From the Bookshelf: Julius Caesar by William Shakespeare
As part of our ongoing work around The Reader Bookshelf, we've asked staff to share their thoughts about some of the inspirational texts in the collection.
This week, The Reader's Marketing and Communications Manager, Rachael Norris, discusses Julius Caesar by William Shakespeare.
Words by Rachael Norris
It’s all Greek to me! Familiarity and strangeness in William Shakespeare’s Julius Caesar.
When I started reading this play with my Shared Reading group recently (we have read 8 Shakespeare plays together so far since the group started in 2019), we talked about our points of reference – historical, cultural, and personal.
As a millennial, my point of reference was the iconic ‘we should totally just stab Caesar’ moment from the 2004 film Mean Girls - another in the group joked about ‘infamy, infamy, they’ve all got it in-for-me!’ from the 1964 film Carry on Cleo.
Now that our own reading of the play is underway, I have been blown away by how many ‘golden nuggets’ (as we call them in the group) there are. Any Shakespeare fan, or anyone who has unwillingly endured Shakespeare at school, will know that lots of our words and common phrases in the English language come from the bard himself. Here are my top three popular sayings that originated from Julius Caesar.
- It’s all Greek to me - Casca says that a speech by Seneca was deliberately given in Greek so that some people in the crowd would not understand it.
“For mine own part, it was Greek to me.”
- Act 1 Scene 3
- Friends, Romans, countrymen...- The famous speech of Mark Antony
"Friends, Romans, countrymen, lend me your ears;
I come to bury Caesar, not to praise him."
-Antony, Act 3, Scene 2.
- The fault in our stars – fate, the universe and everything (Is this where John Green got the title of his YA book ‘The Fault in Our Stars’?)
"Men at some time are masters of their fates;
The fault, dear Brutus, is not in our stars,
But in ourselves, that we are underlings."
-Cassius, Act 1, Scene 2.
Embarking on the first history we’ve attempted so far (I think technically Julius Caesar is both a history and a tragedy), the actual story of the Roman emperor and his famed assassination (sorry if this is a spoiler!) felt really familiar.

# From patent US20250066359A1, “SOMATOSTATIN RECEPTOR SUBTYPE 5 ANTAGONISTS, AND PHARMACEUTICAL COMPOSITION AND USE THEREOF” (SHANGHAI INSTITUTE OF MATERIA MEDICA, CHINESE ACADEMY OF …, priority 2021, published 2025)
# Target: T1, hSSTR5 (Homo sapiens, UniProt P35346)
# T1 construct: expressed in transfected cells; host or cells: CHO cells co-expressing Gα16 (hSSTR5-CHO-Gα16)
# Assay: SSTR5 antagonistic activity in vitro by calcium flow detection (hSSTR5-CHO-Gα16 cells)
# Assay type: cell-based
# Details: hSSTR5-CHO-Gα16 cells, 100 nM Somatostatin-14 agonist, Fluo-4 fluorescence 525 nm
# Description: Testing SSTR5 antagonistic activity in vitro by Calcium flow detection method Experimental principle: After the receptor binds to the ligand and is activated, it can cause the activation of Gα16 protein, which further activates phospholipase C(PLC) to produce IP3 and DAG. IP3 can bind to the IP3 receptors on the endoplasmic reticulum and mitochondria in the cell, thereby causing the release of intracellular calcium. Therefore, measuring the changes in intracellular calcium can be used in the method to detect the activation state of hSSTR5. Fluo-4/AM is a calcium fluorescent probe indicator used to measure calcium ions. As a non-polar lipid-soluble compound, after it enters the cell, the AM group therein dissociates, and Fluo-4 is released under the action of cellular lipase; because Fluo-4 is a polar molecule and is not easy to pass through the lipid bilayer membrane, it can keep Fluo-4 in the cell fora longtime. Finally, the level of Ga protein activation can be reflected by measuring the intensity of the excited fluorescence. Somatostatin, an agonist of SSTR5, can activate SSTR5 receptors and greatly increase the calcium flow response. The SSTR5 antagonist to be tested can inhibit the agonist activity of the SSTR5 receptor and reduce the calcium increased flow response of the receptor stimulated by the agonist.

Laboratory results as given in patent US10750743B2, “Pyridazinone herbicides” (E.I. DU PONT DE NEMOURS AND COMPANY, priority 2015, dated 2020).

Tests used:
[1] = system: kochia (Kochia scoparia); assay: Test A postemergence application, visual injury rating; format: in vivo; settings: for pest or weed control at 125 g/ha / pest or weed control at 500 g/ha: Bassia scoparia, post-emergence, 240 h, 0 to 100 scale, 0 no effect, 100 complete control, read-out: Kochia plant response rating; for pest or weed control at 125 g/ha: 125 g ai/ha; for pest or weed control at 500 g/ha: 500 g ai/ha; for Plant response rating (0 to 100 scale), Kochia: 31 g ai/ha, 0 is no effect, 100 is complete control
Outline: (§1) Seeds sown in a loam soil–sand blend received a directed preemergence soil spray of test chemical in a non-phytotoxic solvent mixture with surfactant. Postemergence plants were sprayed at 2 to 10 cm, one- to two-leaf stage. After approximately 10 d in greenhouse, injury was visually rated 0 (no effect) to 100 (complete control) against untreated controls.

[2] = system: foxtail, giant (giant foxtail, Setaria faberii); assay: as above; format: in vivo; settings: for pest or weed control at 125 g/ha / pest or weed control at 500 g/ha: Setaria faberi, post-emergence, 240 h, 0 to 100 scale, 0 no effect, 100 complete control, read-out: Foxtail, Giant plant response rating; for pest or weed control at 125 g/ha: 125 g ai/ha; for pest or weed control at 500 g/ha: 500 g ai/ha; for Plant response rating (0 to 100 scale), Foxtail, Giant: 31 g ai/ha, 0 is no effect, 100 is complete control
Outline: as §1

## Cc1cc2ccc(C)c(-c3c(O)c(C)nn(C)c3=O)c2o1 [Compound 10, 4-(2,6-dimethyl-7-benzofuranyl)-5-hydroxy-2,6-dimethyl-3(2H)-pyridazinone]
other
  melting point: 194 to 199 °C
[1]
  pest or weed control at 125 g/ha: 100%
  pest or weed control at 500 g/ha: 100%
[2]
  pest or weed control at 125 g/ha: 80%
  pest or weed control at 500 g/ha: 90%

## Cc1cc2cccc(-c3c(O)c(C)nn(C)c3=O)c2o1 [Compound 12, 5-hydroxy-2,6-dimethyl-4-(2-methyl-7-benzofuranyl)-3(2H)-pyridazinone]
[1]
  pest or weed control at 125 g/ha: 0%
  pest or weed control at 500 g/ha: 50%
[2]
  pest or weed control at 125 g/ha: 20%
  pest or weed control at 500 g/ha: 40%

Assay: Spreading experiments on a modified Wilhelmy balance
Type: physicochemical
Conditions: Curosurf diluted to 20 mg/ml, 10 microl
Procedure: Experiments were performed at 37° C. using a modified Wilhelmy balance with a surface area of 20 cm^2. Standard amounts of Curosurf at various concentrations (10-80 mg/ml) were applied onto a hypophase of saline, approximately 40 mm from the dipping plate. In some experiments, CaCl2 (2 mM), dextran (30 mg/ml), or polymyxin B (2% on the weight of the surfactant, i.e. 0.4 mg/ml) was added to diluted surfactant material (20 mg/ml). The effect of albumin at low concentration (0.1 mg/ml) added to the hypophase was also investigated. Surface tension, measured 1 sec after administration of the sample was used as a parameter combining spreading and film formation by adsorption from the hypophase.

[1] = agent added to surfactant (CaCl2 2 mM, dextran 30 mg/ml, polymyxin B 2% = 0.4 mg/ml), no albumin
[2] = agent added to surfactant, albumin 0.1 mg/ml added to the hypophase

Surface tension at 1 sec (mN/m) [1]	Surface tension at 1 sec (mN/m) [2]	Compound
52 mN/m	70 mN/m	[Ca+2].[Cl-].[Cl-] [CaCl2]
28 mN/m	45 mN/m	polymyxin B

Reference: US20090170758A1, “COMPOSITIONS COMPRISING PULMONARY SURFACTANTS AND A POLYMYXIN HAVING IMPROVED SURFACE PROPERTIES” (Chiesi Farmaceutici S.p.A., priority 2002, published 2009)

The finer details of the political landscape of Rome in 44 BCE felt trickier but getting to know the following has helped me:
- During the civil war that resulted in the creation of the Roman Empire, Julius Caesar defeated Pompey and gained the position of Consul, or dictator, for life— which gave him unlimited power.
- The play starts with Caesar making his triumphant return home from defeating Pompey on the feast of Lupercal. Every year on the 15th of February, Romans would celebrate with rituals to honour Lupercus the god of farmers, harvesting, and packs of wild animals in Roman mythology.
- At the celebration of Caesar’s victory – a soothsayer comes out of the crowd to warn Caesar - ‘beware the Ides of March!’ This was a date marked in the Roman calendar as a deadline for settling debts.
Once we can get beyond the cultural references though, and experience the real action of the play, we are presented with moral questions and forced to ask them of ourselves.
How do you keep democracy fair? Does power always lead to corruption? How do you overthrow a bad leader and can a leader ever be good?
The key moment for me came in Act 1 Scene 3 – during a huge storm, a band of rebels get together to plan the insurgency against Caesar – they go to Brutus, a friend of Caesar, as they know they will need him on their side. Ahead of their arrival, Brutus opens a letter that was planted by the group that calls for him to stand up and do what is right to protect Rome from becoming a dictatorship.
“Th’ abuse of greatness is when it disjoins
Remorse from power. And, to speak truth of Caesar,
I have not known when his affections swayed
More than his reason. But tis a common proof
That lowliness is young ambition’s ladder,”
How’s that for a mic drop moment? Modern adaptations of the play have often made really pointed current political parallels. The abuse of power by those who have it again feels really familiar – what's strange is that we can recognise it so clearly in a play set, and written, so long ago.
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